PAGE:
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First Look – Tibco ActiveMatrix Service Performance Manager


I got a briefing this week from my friends at Tibco about their Service Performance Manager product released a couple of months ago. The product is a big step along the road to what some call “autonomic computing” in that it provides dynamic and automated monitoring and correction of service levels in a service-oriented world.

The product combines Tibco’s BusinessEvents (rule engine), SOA products, is integrated with ActiveMatrix and wraps this all up for monitoring and management of complex, service-oriented environments. SOA has, of course, made monitoring and management much more complex. In an SOA environment defining and then managing to Service Level Agreements is difficult.

The product allows the definition of SLAs (for services, parts of services or complete BPEL transactions) and then tracks to see if these are being met. The product discovers services, measures observable aspects, analyzes and predicts behavior, monitors and acts. This includes predictive analysis of services trending to failure, as well as monitoring of the SLAs using explicit rules, and it will both report and act in response to problems. This response might include re-provisioning new resources to maintain service levels or borrowing resources from other services. The role-based dashboards allow users to figure out why they are having problems and do some computing capacity planning.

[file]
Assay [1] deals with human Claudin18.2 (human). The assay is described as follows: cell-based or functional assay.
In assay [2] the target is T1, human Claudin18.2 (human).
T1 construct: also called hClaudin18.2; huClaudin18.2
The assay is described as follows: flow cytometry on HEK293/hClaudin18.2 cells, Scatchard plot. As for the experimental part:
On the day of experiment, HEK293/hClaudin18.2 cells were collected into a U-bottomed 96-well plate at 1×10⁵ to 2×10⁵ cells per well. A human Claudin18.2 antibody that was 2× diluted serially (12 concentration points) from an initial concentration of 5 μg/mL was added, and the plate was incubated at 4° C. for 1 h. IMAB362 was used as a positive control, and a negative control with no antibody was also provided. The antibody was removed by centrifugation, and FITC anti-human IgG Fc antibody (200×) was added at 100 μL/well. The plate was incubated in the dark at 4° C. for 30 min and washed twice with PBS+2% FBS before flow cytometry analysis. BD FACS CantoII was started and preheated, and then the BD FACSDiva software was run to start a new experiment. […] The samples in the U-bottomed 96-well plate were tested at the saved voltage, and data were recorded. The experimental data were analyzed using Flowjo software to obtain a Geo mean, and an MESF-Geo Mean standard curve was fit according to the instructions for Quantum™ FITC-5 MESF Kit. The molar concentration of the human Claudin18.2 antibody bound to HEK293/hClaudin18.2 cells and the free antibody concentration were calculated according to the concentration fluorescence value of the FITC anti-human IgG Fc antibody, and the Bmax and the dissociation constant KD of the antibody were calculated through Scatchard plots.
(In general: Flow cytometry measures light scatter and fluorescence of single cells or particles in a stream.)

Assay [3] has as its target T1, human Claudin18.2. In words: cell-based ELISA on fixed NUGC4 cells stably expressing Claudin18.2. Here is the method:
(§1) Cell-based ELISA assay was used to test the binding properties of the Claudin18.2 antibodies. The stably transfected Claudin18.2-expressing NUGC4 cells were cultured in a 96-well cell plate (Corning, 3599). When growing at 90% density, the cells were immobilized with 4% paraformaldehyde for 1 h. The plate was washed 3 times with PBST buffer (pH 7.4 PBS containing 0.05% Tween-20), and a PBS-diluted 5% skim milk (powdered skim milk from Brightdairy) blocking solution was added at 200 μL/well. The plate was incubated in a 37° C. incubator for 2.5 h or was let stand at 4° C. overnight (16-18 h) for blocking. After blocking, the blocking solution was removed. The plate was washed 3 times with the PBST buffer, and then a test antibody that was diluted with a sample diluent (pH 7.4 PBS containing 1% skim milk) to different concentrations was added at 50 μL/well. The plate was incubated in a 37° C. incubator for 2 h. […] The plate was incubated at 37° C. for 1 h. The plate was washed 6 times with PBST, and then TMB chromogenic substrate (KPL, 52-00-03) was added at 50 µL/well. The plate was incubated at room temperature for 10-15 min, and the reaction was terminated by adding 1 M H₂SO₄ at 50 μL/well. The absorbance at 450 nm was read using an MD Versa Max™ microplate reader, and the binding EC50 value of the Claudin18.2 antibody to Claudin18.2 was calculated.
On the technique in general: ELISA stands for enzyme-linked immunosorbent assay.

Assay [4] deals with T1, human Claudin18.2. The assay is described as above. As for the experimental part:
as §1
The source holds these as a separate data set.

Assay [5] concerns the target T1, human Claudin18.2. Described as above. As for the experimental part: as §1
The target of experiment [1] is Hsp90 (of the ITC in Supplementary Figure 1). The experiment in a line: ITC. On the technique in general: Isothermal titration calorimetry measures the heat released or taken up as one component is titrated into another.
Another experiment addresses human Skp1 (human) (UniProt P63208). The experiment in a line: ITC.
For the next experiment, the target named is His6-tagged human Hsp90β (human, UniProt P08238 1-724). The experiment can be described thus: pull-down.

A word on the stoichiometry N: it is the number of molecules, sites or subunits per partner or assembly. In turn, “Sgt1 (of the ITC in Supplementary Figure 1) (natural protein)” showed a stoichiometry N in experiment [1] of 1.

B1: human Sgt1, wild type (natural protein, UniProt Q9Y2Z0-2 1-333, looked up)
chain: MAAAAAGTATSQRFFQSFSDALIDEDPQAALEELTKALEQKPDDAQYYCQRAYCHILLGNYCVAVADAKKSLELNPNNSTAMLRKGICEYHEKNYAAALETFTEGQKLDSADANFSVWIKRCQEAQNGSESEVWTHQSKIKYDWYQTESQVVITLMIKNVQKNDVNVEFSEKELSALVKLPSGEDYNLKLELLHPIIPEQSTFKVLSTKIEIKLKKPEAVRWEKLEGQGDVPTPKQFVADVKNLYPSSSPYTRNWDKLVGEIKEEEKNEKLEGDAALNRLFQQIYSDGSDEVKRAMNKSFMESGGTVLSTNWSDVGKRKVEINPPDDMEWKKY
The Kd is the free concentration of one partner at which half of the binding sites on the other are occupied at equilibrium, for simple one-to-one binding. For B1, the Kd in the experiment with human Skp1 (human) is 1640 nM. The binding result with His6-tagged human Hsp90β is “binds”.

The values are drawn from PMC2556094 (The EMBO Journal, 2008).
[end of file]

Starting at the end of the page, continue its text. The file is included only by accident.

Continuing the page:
Some time ago I wrote about the need for this kind of “smart” decision-making solution to deliver on autonomic computing. If you examined such a solution, I said:

  • It would use business rules to record SLAs, procedures, best practices, rules of thumb from experts as to how to respond to particular failures, how to interpret readings, how to select new routings around failed equipment.
  • It would use predictive analytics to turn historical log data into executable predictive models. These might take temperature data and use it to predict the likelihood of failure of a piece of hardware or traffic data to predict a bottleneck. Other models might use Neural Network technology to “learn” from patterns of data and identify unusual variations and even unusual variations from the usual variations.
  • Clearly these predictions result in the need for more rules to deal with these predictions – I might behave differently in response to a potential for overheating when traffic is low and I have spare capacity than when it is really high and I do not, for instance.
  • Lastly companies might want to run simulation of how a set of decisions might impact uptime, throughput etc for different constraints so as to develop optimal strategies over time.

Pretty close to what the folks at Tibco have done for service performance management. Autonomic computing may still be a vision but people are already using business rules and analytics, enterprise decision management (EDM), to deliver on some of its promises.


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